|Publication number||US4916178 A|
|Application number||US 07/263,666|
|Publication date||Apr 10, 1990|
|Filing date||Oct 27, 1988|
|Priority date||Jul 3, 1986|
|Also published as||CA1332670C, DE3720806A1, DE3720806C2|
|Publication number||07263666, 263666, US 4916178 A, US 4916178A, US-A-4916178, US4916178 A, US4916178A|
|Inventors||Werner Amati, Jose Canela|
|Original Assignee||Sandoz Ltd.|
|Export Citation||BiBTeX, EndNote, RefMan|
|Patent Citations (10), Referenced by (11), Classifications (19), Legal Events (4)|
|External Links: USPTO, USPTO Assignment, Espacenet|
This is a continuation of application Ser. No. 07/068,461, filed June 30, 1987.
The present invention relates to the stabilization of alkaline solutions of peroxide bleaching compounds as used e.g. for the bleaching of textiles and paper pulps.
It is known to stabilize peroxide bleaching compounds, particularly hydrogen peroxide, when used in an alkaline bleaching bath by the addition of a poly-α-hydroxyacrylic acid salt. For bleaching with peroxide compounds, particularly in continuous bleaching processes, it is highly desirable to use stock solutions containing the essential components of the bleaching bath. These stock solutions contain a high concentration of an alkali, the peroxide stabilizer and optionally the peroxide compound and further ingredients such as a surfactant and a water softening agent. The poly-α-hydroxyacrylic acids generally proposed as stabilizing agents are polymers having a molecular weight significantly higher than 10,000. When added to a concentrated alkaline solution, e.g. a stock solution as used for a peroxide bleaching bath, particularly a solution having an alkaline concentration >10°Be, these polymers tend to instability and lose their property of stabilizing the peroxide bleaching agent.
It has now been found that poly-α-hydroxyacrylic acids having a low molecular weight are surprisingly stable in a highly concentrated alkaline solution without their property of stabilizing peroxide bleaching compounds being impaired.
Accordingly there is provided a process for bleaching a cellulosic fibrous material with a peroxide compound in an aqueous alkaline medium, comprising using as a stabilizing agent (a) a water-soluble salt of a poly-α-hydroxyacrylic acid, the sodium salt thereof having an average molecular weight Mw from 2000 to 10,000.
Suitable water-soluble salts include alkali metal salts, preferably sodium and potassium, and ammonium salts. Preferably the poly-α-hydroxyacrylic acid is used in a water soluble salt form having the same cation as the alkaline medium, the sodium salt being most preferred.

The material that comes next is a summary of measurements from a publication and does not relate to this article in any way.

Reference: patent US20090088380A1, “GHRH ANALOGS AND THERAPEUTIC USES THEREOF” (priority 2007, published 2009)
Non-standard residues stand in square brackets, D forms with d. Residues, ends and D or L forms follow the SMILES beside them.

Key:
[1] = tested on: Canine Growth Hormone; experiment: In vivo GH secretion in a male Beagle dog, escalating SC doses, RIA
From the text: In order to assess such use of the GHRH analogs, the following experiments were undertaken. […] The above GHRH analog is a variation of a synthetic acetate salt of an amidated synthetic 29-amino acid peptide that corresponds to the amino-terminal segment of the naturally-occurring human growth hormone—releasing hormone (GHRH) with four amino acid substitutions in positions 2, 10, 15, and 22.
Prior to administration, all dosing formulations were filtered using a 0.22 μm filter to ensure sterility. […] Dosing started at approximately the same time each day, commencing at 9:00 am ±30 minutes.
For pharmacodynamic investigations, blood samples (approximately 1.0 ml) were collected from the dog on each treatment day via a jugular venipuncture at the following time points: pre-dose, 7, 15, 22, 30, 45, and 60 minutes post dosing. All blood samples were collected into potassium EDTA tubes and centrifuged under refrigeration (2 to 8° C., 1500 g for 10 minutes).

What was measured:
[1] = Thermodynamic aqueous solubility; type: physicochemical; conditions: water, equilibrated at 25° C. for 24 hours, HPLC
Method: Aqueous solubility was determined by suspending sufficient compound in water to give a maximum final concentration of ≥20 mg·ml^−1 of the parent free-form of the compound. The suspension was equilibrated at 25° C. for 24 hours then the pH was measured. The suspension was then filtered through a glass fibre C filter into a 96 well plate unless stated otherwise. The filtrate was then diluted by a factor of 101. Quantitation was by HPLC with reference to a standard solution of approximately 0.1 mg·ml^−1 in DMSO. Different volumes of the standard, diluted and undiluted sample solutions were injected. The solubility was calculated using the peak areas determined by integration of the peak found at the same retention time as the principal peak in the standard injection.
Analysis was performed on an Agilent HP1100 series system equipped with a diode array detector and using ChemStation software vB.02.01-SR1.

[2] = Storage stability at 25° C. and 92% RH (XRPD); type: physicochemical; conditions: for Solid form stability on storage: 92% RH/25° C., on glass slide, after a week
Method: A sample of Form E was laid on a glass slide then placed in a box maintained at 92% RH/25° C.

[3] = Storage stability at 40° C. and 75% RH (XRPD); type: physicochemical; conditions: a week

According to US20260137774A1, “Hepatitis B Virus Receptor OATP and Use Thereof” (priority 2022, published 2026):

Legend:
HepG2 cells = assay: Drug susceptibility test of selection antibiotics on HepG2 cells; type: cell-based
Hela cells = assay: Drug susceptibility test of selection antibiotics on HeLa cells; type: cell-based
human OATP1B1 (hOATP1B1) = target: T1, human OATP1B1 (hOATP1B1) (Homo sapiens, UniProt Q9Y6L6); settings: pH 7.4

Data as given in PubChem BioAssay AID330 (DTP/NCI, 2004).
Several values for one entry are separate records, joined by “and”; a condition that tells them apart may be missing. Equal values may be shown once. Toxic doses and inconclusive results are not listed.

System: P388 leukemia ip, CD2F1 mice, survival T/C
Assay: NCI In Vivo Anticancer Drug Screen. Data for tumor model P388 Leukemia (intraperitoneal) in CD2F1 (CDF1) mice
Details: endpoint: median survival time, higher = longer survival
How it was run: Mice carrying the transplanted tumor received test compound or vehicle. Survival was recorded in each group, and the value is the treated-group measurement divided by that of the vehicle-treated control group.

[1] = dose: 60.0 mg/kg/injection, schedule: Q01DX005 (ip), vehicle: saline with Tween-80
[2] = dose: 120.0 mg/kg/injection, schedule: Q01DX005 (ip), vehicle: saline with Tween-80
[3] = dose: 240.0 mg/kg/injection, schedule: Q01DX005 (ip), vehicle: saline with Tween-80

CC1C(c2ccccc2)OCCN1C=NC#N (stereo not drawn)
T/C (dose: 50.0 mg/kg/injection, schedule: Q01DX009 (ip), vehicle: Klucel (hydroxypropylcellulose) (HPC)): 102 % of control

Preferred poly-α-hydroxyacrylic acids and salts are those which in the form of the sodium salt have an average molecular weight Mw from 3000 to 10,000, more preferably 4000 to 8000. By average is meant an average in the weight. The molecular weight of these polymers may be measured according to known methods, e.g. by means of gel permeation chromatography. The molecular weights indicated above are as determined by gel permeation chromatography using a 10% aqueous solution of sodium poly-α-hydroxyacrylate at a pH of 6.5-7. Preferably the sodium poly-α-hydroxyacrylate is obtained by hydrolysis of the corresponding polylactone with a buffer salt having a buffering action at pH 6.5 to 7.5, particularly a phosphate buffer.
The stabilizing agent of the invention can be used in the form of poly-α-hydroxyacrylic acid, poly-α-hydroxyacrylic acid salt or the corresponding polylactone. In the latter case, when the polylactone comes into contact with an alkaline medium, it is converted into the corresponding poly-α-hydroxyacrylic acid salt. The poly-α-hydroxy-acrylic salts may be used in dry form or as an aqueous solution, particularly as a concentrated aqueous solution, e.g. a solution having a dry content of from 4 to 30% by weight.
The poly-α-hydroxyacrylic acids and their salts may be produced according to known methods, e.g. by oxidative depolymerization of poly-α-hydroxyacrylic acids or poly-αhydroxyacrylates having a high molecular weight, e.g. as disclosed in the German patent applications DOS 28 00 920 and 28 18 089. The poly-α-hydroxyacrylic acids and their salts may also be obtained from the corresponding polylactones by reaction with an aqueous base.
The polylactones which after hydrolysis to the sodium salt form have a molecular weight from 2000 to 10,000 and the process for their production form also part of the invention. The polylactones may be prepared by polymerization of α-chloroacrylic acid in an aqueous acidic medium.
The concentration of the α-chloroacrylic acid in the aqueous reaction medium may advantageously be from 5 to 70% by weight, preferably from 5 to 40% by weight. Polymerization is conveniently carried out at a temperature within the range of 40°-150° C., preferably 60°-98° C., more preferably 70°-90° C., advantageously in the presence of a polymerization catalyst. Suitable catalysts are for example water-soluble azo-bis-compounds such as 4,4'-azo-bis-(4-cyanopentanoic acid) or 2,2'-azo-bis-(2-aminodipropane) dihydrochloride; a peroxy compound such as benzoyl hydroperoxide, cumene hydroperoxide, dibenzoyl peroxide, sodium perborate, hydrogen peroxide or potassium or ammonium peroxydisulphate. Preferred polymerisation catalysts are the peroxy compounds, particularly potassium and ammonium peroxydisulphate and hydrogen peroxide, the latter being especially preferred. Hydrogen peroxide may be added as such to the reaction medium or used as hydrogen peroxide-yielding compound, e.g. potassium peroxide. Preferably hydrogen peroxide is added directly to the reaction medium.
It may also be advantageous to carry out the polymerization in the presence of a chain transfer agent, e.g. a thiol compound such as mercaptoethanol, thiophenol or ethyl thioglycolate. Preferably, however, the polymerization is carried out in the absence of a chain transfer agent. To regulate the molecular weight within the desired range e.g. to keep it low, it is preferred to vary reaction parameters, for example the temperature or the amount of catalyst.